Being an herbalist and owning an herbal apothecary for seven years, I have spent a lot of time educating people about the different forms herbs come in and helping them decide which form might be best for them based on the herb(s), their preference, and their budget.  I wish I could tell you that all plants and plant products (or extracts) you buy in a store are safe for you to consume however and whenever you would like, and that anyone selling you a plant-based product is telling you accurate information on what are effective and safe amounts to consume. Since this is not the case, and there have been a lot of indications that people are confused or misinformed about this topic, I am writing this article to bring some understanding to people who may want to be better educated, especially in regard to the appropriate use of essential oils. I also understand it might be helpful for people to have outlined the many forms herbal medicines come in, and for what and when might they be best utilized.
The Many Forms of Herbal Medicines
Plants used for therapeutic purposes are often referred to as “herbs” or “herbal medicines”, regardless of if this description is botanically accurate or not. I will outline the major differences in herbal preparations here, utilized for internal consumption: loose, dry plant material (leaves, flowers, upper parts) prepared by infusing in hot water (referred to as a tisane or a “tea”), or (bark, berries, roots) simmered in water (a decoction); powdered plant material that you then mix into any liquid or food and consume or you encapsulate for your own use; capsules which are made of powdered herb or an herbal extract that has had the liquid evaporated off and concentrated in a capsule, or an essential oil in a base oil such as olive oil or other fat-based carrier; tinctures, which are liquid extracts of an herb (any part of the plant that is used) prepared by infusing the plant part in a solution of alcohol, water, and often vegetable glycerine, or glycerites, which are prepared similarly but only using vegetable glycerine and water. There are other herbal extracts, such as solid extracts, which are very concentrated extracts preserved in glycerine or honey that have a thick, molasses-like consistency; vinegar infusions referred to as acetracts; honey and vinegar infusions which are referred to as oxymels; syrups which are typically concentrated water preparations then preserved and sweetened with sugar, honey, or vegetable glycerine. There are others, but these are the most commonly utilized and available on the market for internal consumption.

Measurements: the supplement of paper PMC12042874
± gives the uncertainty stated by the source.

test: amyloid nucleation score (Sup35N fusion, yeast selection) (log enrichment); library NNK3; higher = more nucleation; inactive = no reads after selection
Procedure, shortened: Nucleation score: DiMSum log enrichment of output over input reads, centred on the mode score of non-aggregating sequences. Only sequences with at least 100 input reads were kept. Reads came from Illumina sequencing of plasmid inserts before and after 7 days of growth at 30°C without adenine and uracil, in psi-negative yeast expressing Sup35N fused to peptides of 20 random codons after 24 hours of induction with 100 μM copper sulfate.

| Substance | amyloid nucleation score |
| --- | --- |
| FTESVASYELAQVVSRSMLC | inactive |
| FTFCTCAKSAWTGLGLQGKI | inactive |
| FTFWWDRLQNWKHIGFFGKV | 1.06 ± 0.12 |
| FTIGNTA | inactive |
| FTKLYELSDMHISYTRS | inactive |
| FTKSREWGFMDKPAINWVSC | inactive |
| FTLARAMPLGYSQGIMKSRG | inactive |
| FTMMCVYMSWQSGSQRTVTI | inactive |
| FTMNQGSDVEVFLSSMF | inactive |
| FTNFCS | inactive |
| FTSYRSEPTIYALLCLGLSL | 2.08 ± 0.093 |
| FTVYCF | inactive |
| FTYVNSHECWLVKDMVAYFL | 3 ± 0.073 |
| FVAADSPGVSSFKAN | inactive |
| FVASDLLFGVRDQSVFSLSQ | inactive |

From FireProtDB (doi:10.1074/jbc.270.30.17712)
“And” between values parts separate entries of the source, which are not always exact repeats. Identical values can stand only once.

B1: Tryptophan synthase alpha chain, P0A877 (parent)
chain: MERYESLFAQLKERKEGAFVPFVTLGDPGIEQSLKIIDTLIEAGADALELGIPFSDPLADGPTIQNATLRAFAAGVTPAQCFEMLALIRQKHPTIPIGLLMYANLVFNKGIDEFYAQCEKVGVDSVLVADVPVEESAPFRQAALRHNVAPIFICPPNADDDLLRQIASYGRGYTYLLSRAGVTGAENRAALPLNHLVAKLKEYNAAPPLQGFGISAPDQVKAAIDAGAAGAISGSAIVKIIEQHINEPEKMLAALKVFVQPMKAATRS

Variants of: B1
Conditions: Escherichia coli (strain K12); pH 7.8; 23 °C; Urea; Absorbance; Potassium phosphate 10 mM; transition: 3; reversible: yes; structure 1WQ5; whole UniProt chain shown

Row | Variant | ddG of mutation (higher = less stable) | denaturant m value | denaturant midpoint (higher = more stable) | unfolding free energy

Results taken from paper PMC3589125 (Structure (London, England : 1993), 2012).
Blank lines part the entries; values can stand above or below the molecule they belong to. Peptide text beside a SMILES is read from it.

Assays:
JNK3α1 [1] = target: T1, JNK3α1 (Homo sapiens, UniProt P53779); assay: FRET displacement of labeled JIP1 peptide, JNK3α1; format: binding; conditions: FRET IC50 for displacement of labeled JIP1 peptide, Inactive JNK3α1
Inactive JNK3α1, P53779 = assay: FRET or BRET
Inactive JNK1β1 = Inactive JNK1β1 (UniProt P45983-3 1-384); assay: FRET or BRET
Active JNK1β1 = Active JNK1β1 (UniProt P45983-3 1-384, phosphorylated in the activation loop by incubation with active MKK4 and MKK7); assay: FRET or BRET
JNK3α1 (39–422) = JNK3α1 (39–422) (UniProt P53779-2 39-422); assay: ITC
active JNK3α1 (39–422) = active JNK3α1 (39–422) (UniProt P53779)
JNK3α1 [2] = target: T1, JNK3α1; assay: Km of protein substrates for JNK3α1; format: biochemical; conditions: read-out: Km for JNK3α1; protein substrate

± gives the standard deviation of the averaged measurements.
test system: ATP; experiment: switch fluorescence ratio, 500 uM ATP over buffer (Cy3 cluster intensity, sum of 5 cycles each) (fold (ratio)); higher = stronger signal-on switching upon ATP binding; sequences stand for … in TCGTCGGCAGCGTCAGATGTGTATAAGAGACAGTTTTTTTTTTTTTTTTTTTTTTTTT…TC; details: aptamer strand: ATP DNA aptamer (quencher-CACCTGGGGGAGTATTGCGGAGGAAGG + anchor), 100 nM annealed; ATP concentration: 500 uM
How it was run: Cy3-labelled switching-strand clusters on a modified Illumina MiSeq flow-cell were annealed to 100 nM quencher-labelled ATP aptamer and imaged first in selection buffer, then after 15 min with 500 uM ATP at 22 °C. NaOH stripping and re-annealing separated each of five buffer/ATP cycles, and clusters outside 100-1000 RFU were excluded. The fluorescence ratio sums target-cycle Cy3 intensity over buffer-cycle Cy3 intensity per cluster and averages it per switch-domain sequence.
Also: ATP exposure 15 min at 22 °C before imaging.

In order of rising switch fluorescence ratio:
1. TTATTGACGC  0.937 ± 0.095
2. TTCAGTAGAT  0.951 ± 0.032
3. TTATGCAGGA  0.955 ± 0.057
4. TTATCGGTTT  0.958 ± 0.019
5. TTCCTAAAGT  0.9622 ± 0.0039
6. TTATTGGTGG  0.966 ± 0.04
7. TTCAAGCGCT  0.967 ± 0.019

Now, let me discuss another major category of herbal medicine, a specialized extract from aromatic plants commonly referred to as essential oils. I do not put these in the above category for reasons I will outline below, but namely because they are highly concentrated extracts that should be used with great care internally, if at all.
Essential oils are volatile compounds that are generally steam-extracted from highly aromatic plant parts such as Eucalyptus leaves, Cardamom seeds, and Lavender flowers. Fresh plant material, such as the leaves, seeds, flowers, bark, or roots of a plant, are harvested, and shortly thereafter this material is put into a metal still (often stainless steel, sometimes pounded copper, or other such metals). The plant material sits upon a screen over a vat of hot water. Because the volatile components in the plants are so small, they rise up in the steam, which condenses into water droplets as it travels quickly through cooling ducts, and then drips into a collecting vessel. As the water accumulates, a thin layer of this volatile substance (what we refer to as an essential oil) forms on the top of the water. Eventually this will be decanted off, and this is a true, steam-distilled, pure essential oil. It takes pounds and pounds of plant material to make a small amount of this very concentrated volatile extract, so they are meant to be utilized in small amounts.
Primarily, essential oils are best utilized for their desirable properties through inhalation, either by inhaling directly from the bottle, from a tissue or handkerchief with a few drops of essential oil dropped on it, adding to a diffuser and inhaling from there, or doing steam inhalations over a bath of hot water.
Essential oils are also well-absorbed by the skin making their way into the bloodstream and carried throughout the body.  The absorption rate varies widely due to many factors, such as the density of the tissue to which the essential oil is applied, the substance it is mixed with, and the essential oil itself. When applied to the skin, these volatile oils should be diluted in a carrier oil (olive oil, jojoba oil, a skin cream, etc.) before applying directly to the skin.